A friend recently sent me a lovely gift, a paperweight for my office. It is a glass prism with perhaps a hundred sides or faces. Depending on which one you look through, the light refracts a little differently and the visuals seem to change. Up close each one appears unique, different from all the others. But take a short step back and it is obvious that each face reflects the same thing—from a slightly different point of view. I admit I tend to lose myself in it from time to time. There is beauty and majesty in its clean lines and seeming simplicity. From the inside, the glass comprises a single, common center with a hundred unique windows to the wider world. Those windows reveal the great complexity of the world around them.

That prism seems a lot like us—the perfect metaphor for a diverse Jewish community. So much is shared, but the diverse ways we look out from our common center can sometimes accentuate the differences. A central agency can’t look across the landscape and see a single shape; it must take time to learn every face if it is to enable each one’s greater success. And each local face must embrace the opportunity to learn about others and contextualize its sense of self. Perhaps its greatest asset in that regard is a central agency geared toward both catalyzing such opportunities and providing a compelling reminder of the power and importance of leaning in to all that we hold in common.

One people. A greater community. And a hundred ways to look at it. To work with it. To engage it. No doubt the analogy holds at the local level as well—across organizations and institutions. The real beauty, perhaps, is in the ability to see the uniqueness in each face while never losing sight of their interconnectedness. The next logical step is to recognize that to truly appreciate the significance of what it is we’re looking at, we must find a way to see it through faces other than our own.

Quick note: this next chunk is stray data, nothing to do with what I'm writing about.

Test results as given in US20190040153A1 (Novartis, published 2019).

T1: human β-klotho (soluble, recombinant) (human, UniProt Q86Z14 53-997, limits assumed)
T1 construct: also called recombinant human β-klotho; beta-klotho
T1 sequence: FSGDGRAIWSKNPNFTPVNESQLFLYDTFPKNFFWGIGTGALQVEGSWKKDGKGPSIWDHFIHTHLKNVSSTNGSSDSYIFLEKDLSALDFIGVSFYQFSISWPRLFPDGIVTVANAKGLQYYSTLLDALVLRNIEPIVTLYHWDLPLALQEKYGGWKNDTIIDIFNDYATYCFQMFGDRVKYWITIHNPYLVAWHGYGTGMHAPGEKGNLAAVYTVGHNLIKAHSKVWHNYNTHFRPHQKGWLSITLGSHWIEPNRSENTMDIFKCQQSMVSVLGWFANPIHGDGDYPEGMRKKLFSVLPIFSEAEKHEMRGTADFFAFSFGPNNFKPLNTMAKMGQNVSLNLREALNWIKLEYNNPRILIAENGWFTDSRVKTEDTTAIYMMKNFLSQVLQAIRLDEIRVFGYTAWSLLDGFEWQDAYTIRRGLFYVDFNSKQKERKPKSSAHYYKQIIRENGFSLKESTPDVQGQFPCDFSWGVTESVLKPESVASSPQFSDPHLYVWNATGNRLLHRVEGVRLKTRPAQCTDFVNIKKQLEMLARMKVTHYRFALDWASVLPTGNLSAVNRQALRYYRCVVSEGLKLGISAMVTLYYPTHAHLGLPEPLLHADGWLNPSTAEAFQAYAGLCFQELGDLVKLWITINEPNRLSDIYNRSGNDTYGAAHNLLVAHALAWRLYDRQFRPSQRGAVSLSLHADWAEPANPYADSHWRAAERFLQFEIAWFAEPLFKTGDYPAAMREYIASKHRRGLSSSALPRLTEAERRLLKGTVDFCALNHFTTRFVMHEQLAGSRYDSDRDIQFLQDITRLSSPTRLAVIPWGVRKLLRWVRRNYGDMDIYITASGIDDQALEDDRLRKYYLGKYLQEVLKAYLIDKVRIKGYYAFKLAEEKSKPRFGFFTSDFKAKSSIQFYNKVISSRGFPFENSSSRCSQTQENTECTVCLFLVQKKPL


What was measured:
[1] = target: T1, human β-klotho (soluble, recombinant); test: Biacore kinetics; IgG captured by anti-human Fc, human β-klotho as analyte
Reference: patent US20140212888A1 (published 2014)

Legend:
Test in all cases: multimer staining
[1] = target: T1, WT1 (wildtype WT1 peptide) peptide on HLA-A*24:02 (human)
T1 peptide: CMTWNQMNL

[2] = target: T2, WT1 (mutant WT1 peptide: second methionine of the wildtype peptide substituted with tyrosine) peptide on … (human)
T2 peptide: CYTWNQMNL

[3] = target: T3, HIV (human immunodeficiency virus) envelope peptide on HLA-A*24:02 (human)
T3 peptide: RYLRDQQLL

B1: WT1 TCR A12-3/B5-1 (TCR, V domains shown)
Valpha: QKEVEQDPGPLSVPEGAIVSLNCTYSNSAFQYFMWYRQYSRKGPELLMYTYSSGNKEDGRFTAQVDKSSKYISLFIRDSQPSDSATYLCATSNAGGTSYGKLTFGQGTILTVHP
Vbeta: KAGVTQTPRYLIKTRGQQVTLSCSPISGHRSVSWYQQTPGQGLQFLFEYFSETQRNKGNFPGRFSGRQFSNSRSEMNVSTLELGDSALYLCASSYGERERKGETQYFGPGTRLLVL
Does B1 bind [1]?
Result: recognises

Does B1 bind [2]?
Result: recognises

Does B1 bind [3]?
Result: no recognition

As we emerge from the Three Weeks and Tisha B’Av, with the High Holidays on the horizon, we are once again reminded of the extraordinary journey of the Jewish people across the millennia. All we have shared. All we have gained. All we have contributed. And all we have lost. Those of us privileged to serve in Jewish leadership bear responsibility for our link in this 4,000-year-old chain. And there is much to be done. But the doing is not simply a function of a commitment to a greater good; it requires perspective—the ability to discern how one’s unique place in the mix is part of a much larger whole.

Shabbat Shalom | שבת שלום

Doron Krakow
President and CEO
JCC Association of North America

July 28, 1948, witnessed the celebration in Jerusalem of Israel’s first Nation Day, marking the anniversary of the death of Theodor Herzl. Observed annually in the preceding 43 years, this year was the first time it was marked at a time of Jewish sovereignty in the historic Land of Israel. The ceremony was held at noon in the Herzl Room at the offices of the Jewish National Fund, which contains the library and furnishings transferred from Herzl’s study in Vienna following his death in 1904. Delegates to the first Zionist Congress in 1897 were on hand to pay tribute. The ceremony closed with the singing of “Hatikvah.”

And that’s the way it was…